SCDE face covering guidelines for K-12 public schools

SCDE face covering guidelines for K-12 public schools
(Source: Storyblocks)

COLUMBIA, S.C. (WIS) - The South Carolina Department of Education has made guidelines regarding face coverings in public K-12 schools as they begin to reopen this fall during the COVID-19 pandemic.

While wearing a mask is required, there are some exceptions. Below is an outline of where face masks are required to be worn and who may be excluded from those requirements.

School Buses and Facilities

Students and staff who ride school buses are required to wear face coverings while boarding, riding, and exiting school buses. Staff members, including bus drivers, are required to wear face coverings while boarding, riding, driving, and exiting school buses.

Students boarding buses without a face mask will be asked to put one on. If they do not have a mask one will be provided for them.

Students and staff in must also wear a face covering upon entering a school building, moving through hallways, during carpool/bus drop off or pickup and when social distancing is not possible or optimal. Student face coverings may be removed upon teacher or administrator direction while in the classroom or during special activities outside the classroom.

Students who should NOT be required to wear face coverings:

  • Those younger than two years old;
  • Those who have trouble breathing;
  • Those unable to remove the covering without assistance; and/or
  • Those with special healthcare or educational needs as determined by an Individualized Education Program (IEP), 504 Accommodations Plan, or an individual student healthcare plan, or by a medical doctor

Staff members, including bus drivers, who have trouble breathing and/or those with special healthcare needs as noted by a medical doctor should NOT be required to wear face coverings.

Additional Considerations

The SCDE recognizes that face coverings may be challenging for some students, teachers, and staff, including younger students, those with severe asthma or other breathing difficulties and those with special educational or healthcare needs, including intellectual and developmental disabilities, mental health conditions and sensory concerns or tactile sensitivity.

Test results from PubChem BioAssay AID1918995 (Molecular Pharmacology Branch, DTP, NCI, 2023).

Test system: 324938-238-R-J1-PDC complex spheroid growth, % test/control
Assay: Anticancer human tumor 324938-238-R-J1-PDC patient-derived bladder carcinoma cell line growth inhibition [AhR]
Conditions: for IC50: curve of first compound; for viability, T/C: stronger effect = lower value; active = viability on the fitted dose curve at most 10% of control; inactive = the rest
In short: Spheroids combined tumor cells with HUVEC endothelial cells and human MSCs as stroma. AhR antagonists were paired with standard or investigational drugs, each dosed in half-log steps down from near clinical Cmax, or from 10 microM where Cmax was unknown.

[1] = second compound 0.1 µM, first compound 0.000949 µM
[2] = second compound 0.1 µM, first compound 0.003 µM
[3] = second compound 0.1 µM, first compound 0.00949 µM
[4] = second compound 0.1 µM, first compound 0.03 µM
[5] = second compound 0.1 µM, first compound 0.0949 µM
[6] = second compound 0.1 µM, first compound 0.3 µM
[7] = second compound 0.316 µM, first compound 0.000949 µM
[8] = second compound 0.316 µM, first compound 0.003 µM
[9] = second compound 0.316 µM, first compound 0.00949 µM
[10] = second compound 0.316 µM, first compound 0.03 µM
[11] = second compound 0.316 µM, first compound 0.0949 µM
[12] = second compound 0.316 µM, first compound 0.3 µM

In these instances, parents, guardians, caregivers, teachers, and school administrators should consider adaptations and alternatives whenever possible. The use of clear face coverings that cover the nose and wrap securely around the face by some teachers and staff may be an option.

Clear face coverings should be determined not to cause any breathing difficulties or over heating for the wearer. Teachers and staff who may consider using clear face coverings include:

  • Those who interact with students or staff who are deaf or hard of hearing, per the Individuals with Disabilities Education Act
  • Teachers of young students learning to read
  • Teachers of English learners
  • Teachers of students with disabilities, as applicable

It is important to note that clear face coverings are not face shields. The CDC does NOT recommend use of face shields for normal everyday activities or as a substitute for cloth face coverings. The following are scenarios in which face shield usage is permitted:

  • Face shields may be used to supplement cloth face coverings in those who desire further protection.
  • If clear face coverings are not able to be obtained, face shields may be used in place of cloth face coverings in the examples above.
  • If a teacher is maintaining greater than six feet of distance between themselves and anyone else while in a fixed location (e.g., their desk or the front of the room), a face shield alone may be used, but the teacher should have a cloth face covering within arm’s reach to be able to put on quickly if necessary.

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